"Then called the defendant straightway," said the King, "for noon draweth nigh."
The day was very warm, and the sun, bright and unclouded, shone fiercely down upon the open lists. Perhaps few men nowadays could bear the scorching heat of iron plates such as Myles wore, from which the body was only protected by a leathern jacket and hose. But men's bodies in those days were tougher and more seasoned to hardships of weather than they are in these our times. Myles thought no more of the burning iron plates that incased him than a modern soldier thinks of his dress uniform in warm weather. Nevertheless, he raised the umbril of his helmet to cool his face as he waited the coming of his opponent. He turned his eyes upward to the row of seats on the scaffolding above, and even in the restless, bewildering multitude of strange faces turned towards him recognized those that he knew: the Prince of Wales, his companions of the Scotland Yard household, the Duke of Clarence, the Bishop of Winchester, and some of the noblemen of the Earl of Mackworth's party, who had been buzzing about the Prince for the past month or so. But his glance swept over all these, rather perceiving than seeing them, and then rested upon a square box-like compartment not unlike a prisoner's dock in the courtroom of our day, for in the box sat his father, with the Earl of Mackworth upon one side and Sir James Lee upon the other. The blind man's face was very pale, but still wore its usual expression of calm serenity--the calm serenity of a blind face. The Earl was also very pale, and he kept his eyes fixed steadfastly upon Myles with a keen and searching look, as though to pierce to the very bottom of the young man's heart, and discover if indeed not one little fragment of dryrot of fear or uncertainty tainted the solid courage of his knighthood.
Then he heard the criers calling the defendant at the four corners of the list: "Oyez! Oyez! Oyez! William Bushy Brookhurst, Earl of Alban, come to this combat, in which you be enterprised this day to discharge your sureties before the King, the Constable, and the Marshal, and to encounter in your defence Myles Falworth, knight, the accepted champion upon behalf of Gilbert Reginald Falworth, the challenger! Oyez! Oyez! Oyez! Let the defendant come!"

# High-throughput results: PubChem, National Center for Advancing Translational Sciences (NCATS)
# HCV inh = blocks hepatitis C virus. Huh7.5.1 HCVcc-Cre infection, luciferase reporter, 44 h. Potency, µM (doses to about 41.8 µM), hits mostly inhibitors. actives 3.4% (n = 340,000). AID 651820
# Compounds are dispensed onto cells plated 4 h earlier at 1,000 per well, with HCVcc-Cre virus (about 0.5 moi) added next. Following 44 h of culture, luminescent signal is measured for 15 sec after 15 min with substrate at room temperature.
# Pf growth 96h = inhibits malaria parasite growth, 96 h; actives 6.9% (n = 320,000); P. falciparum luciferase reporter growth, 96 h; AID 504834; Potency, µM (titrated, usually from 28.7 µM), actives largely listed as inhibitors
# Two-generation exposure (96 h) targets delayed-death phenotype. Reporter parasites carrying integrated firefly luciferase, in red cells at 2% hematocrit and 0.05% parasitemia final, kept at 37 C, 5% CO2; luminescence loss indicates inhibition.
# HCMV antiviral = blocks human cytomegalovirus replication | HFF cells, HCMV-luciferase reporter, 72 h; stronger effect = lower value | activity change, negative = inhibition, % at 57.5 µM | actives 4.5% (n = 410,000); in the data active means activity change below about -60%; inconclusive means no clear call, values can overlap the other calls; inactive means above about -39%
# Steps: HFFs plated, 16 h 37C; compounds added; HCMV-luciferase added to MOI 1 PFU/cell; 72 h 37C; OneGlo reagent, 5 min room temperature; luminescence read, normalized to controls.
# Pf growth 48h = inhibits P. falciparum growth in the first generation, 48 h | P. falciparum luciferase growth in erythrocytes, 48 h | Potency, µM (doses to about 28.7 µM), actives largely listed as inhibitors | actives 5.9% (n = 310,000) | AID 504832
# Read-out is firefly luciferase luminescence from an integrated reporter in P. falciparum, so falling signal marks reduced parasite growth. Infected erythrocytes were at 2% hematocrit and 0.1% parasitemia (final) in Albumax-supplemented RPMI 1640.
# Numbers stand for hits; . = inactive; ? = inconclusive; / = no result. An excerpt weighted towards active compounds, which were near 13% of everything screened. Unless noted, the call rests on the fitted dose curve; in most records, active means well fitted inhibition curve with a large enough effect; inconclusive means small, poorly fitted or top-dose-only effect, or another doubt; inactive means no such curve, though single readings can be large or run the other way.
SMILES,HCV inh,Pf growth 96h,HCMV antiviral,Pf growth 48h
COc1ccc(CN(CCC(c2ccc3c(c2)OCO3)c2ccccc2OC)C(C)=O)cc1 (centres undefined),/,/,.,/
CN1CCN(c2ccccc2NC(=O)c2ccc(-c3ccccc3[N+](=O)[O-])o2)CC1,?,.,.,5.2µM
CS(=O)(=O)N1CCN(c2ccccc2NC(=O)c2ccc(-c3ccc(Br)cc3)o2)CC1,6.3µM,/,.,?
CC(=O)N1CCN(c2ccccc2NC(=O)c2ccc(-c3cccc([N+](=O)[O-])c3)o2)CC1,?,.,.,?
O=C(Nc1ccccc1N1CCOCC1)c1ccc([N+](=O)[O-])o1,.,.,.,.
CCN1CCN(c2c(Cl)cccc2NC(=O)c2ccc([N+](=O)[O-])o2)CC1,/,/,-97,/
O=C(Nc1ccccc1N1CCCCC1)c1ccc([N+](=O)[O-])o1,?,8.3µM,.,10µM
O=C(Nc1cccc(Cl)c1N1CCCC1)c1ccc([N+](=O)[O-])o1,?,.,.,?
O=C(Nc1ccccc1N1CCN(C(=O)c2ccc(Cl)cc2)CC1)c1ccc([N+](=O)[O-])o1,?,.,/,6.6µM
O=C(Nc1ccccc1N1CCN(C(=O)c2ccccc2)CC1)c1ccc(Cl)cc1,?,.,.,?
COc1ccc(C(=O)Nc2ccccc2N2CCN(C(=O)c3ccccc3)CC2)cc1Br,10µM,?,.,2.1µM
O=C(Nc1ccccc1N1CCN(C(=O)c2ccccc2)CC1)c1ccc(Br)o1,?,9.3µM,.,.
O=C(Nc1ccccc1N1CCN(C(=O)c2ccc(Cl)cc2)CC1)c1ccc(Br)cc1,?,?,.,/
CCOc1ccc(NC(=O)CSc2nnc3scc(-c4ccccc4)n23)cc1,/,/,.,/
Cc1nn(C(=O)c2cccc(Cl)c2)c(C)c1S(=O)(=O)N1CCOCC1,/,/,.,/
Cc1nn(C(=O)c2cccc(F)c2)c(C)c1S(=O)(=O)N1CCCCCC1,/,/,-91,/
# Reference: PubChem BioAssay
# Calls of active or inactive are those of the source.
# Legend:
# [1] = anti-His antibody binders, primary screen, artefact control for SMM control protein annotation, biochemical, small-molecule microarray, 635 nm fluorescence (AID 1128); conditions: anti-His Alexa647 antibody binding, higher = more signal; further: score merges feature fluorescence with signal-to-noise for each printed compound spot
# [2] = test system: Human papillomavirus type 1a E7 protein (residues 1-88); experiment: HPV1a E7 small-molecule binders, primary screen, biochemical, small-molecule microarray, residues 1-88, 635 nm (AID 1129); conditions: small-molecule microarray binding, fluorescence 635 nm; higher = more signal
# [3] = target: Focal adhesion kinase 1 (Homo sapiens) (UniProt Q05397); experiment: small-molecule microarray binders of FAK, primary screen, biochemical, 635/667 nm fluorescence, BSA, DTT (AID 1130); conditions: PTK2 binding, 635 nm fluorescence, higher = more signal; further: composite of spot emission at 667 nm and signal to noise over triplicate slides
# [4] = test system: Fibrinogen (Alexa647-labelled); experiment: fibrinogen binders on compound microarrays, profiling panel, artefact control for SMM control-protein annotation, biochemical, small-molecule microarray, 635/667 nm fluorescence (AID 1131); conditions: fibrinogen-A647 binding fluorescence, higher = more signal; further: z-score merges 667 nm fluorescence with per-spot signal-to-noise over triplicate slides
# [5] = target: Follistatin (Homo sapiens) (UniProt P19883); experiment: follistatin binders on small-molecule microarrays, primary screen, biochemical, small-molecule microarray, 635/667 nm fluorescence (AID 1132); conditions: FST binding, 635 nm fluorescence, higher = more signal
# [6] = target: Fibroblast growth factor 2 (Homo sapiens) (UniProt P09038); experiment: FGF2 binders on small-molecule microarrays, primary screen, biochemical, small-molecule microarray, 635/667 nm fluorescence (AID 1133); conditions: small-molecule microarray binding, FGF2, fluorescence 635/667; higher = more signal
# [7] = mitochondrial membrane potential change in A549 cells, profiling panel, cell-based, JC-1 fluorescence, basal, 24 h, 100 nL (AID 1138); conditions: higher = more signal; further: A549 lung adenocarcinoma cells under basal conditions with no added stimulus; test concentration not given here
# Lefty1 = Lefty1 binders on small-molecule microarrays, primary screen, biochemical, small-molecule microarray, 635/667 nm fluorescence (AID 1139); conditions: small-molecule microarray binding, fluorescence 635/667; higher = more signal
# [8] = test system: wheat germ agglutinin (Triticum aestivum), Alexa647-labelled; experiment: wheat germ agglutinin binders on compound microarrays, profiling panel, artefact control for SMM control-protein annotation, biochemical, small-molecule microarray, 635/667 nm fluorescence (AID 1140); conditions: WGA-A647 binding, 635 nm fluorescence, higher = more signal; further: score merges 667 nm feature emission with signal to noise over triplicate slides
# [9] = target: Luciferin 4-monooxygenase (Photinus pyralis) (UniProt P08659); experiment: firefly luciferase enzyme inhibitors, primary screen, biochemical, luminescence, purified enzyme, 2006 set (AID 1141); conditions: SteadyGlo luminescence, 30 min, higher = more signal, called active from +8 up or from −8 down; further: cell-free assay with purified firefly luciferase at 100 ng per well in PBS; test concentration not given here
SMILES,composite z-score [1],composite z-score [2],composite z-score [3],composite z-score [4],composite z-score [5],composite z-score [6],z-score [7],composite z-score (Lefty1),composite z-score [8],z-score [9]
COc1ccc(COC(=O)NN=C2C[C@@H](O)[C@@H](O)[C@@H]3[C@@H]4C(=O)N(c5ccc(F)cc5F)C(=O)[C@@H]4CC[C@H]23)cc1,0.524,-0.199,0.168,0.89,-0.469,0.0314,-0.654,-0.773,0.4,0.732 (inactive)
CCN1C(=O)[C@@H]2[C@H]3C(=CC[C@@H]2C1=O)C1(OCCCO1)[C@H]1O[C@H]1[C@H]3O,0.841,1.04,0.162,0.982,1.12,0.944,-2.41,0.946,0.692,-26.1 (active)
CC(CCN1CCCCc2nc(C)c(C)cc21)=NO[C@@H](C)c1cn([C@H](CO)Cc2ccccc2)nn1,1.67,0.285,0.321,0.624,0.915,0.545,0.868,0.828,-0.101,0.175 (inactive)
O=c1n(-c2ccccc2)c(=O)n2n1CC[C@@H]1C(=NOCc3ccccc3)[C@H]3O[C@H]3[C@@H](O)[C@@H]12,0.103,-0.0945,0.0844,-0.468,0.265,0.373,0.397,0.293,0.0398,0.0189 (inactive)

So they continued calling, until, by the sudden turning of all faces, Myles knew that his enemy was at hand.
Then presently he saw the Earl and his attendants enter the outer gate at the west end of the barrier; he saw the Constable and Marshal meet him; he saw the formal words of greeting pass; he saw the Constable raise the umbril of the helmet. Then the gate opened, and the Earl of Alban entered, clad cap-a-pie in a full suit of magnificent Milan armor without juppon or adornment of any kind. As he approached across the lists, Myles closed the umbril of his helmet, and then sat quite still and motionless, for the time was come.
So he sat, erect and motionless as a statue of iron, half hearing the reading of the long intricately- worded bills, absorbed in many thoughts of past and present things. At last the reading ended, and then he calmly and composedly obeyed, under the direction of his attorney, the several forms and ceremonies that followed; answered the various official questions, took the various oaths. Then Gascoyne, leading the horse by the bridle- rein, conducted him back to his station at the east end of the lists.
As the faithful friend and squire made one last and searching examination of arms and armor, the Marshal and the clerk came to the young champion and administered the final oath by which he swore that he carried no concealed weapons.
The weapons allowed by the High Court were then measured and attested. They consisted of the long sword, the short sword, the dagger, the mace, and a weapon known as the hand-gisarm, or glave- lot--a heavy swordlike blade eight palms long, a palm in breadth, and riveted to a stout handle of wood three feet long.
Even as he realized the fact, the quarry vanished, and
day. Everything must wait till to-morrow. Stephen sat beside
asylum understood to exist in the other world for gentlemen
This view of things was puzzling to Bob, and threw more
wall. He staggered down again; his remarkable physical
her arm, “you rave. How can you go back without marrying